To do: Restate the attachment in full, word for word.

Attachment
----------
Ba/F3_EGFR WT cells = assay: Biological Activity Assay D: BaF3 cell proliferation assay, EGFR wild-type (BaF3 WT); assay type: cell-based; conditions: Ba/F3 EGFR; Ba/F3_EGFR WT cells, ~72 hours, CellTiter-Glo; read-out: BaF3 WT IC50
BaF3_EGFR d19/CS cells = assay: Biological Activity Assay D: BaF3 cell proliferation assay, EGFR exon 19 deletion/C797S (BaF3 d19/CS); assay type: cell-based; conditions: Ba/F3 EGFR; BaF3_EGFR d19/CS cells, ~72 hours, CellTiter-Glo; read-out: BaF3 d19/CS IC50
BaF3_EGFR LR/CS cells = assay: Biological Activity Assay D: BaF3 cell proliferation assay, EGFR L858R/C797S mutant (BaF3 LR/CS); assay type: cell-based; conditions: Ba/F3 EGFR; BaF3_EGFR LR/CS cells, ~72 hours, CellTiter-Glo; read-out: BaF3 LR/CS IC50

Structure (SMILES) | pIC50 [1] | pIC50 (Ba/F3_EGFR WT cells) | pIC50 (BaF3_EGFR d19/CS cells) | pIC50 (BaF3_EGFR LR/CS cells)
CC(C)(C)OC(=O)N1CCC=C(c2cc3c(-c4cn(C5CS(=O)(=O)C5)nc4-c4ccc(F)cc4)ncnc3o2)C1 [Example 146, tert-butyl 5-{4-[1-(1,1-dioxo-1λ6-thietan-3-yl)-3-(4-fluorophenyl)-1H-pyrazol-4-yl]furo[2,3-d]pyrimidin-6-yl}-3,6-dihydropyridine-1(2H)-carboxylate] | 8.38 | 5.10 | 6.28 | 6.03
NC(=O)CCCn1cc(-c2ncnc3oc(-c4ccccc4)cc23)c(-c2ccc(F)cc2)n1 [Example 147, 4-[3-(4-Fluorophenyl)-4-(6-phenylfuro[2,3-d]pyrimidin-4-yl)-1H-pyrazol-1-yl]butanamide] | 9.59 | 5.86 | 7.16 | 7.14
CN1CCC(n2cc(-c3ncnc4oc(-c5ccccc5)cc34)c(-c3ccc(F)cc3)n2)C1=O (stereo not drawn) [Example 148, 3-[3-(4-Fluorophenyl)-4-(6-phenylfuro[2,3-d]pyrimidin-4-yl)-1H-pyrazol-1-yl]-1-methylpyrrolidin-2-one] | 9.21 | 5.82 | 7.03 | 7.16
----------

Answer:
Ba/F3_EGFR WT cells = assay: Biological Activity Assay D: BaF3 cell proliferation assay, EGFR wild-type (BaF3 WT); assay type: cell-based; conditions: Ba/F3 EGFR; Ba/F3_EGFR WT cells, ~72 hours, CellTiter-Glo; read-out: BaF3 WT IC50
BaF3_EGFR d19/CS cells = assay: Biological Activity Assay D: BaF3 cell proliferation assay, EGFR exon 19 deletion/C797S (BaF3 d19/CS); assay type: cell-based; conditions: Ba/F3 EGFR; BaF3_EGFR d19/CS cells, ~72 hours, CellTiter-Glo; read-out: BaF3 d19/CS IC50
BaF3_EGFR LR/CS cells = assay: Biological Activity Assay D: BaF3 cell proliferation assay, EGFR L858R/C797S mutant (BaF3 LR/CS); assay type: cell-based; conditions: Ba/F3 EGFR; BaF3_EGFR LR/CS cells, ~72 hours, CellTiter-Glo; read-out: BaF3 LR/CS IC50

Structure (SMILES) | pIC50 [1] | pIC50 (Ba/F3_EGFR WT cells) | pIC50 (BaF3_EGFR d19/CS cells) | pIC50 (BaF3_EGFR LR/CS cells)
CC(C)(C)OC(=O)N1CCC=C(c2cc3c(-c4cn(C5CS(=O)(=O)C5)nc4-c4ccc(F)cc4)ncnc3o2)C1 [Example 146, tert-butyl 5-{4-[1-(1,1-dioxo-1λ6-thietan-3-yl)-3-(4-fluorophenyl)-1H-pyrazol-4-yl]furo[2,3-d]pyrimidin-6-yl}-3,6-dihydropyridine-1(2H)-carboxylate] | 8.38 | 5.10 | 6.28 | 6.03
NC(=O)CCCn1cc(-c2ncnc3oc(-c4ccccc4)cc23)c(-c2ccc(F)cc2)n1 [Example 147, 4-[3-(4-Fluorophenyl)-4-(6-phenylfuro[2,3-d]pyrimidin-4-yl)-1H-pyrazol-1-yl]butanamide] | 9.59 | 5.86 | 7.16 | 7.14
CN1CCC(n2cc(-c3ncnc4oc(-c5ccccc5)cc34)c(-c3ccc(F)cc3)n2)C1=O (stereo not drawn) [Example 148, 3-[3-(4-Fluorophenyl)-4-(6-phenylfuro[2,3-d]pyrimidin-4-yl)-1H-pyrazol-1-yl]-1-methylpyrrolidin-2-one] | 9.21 | 5.82 | 7.03 | 7.16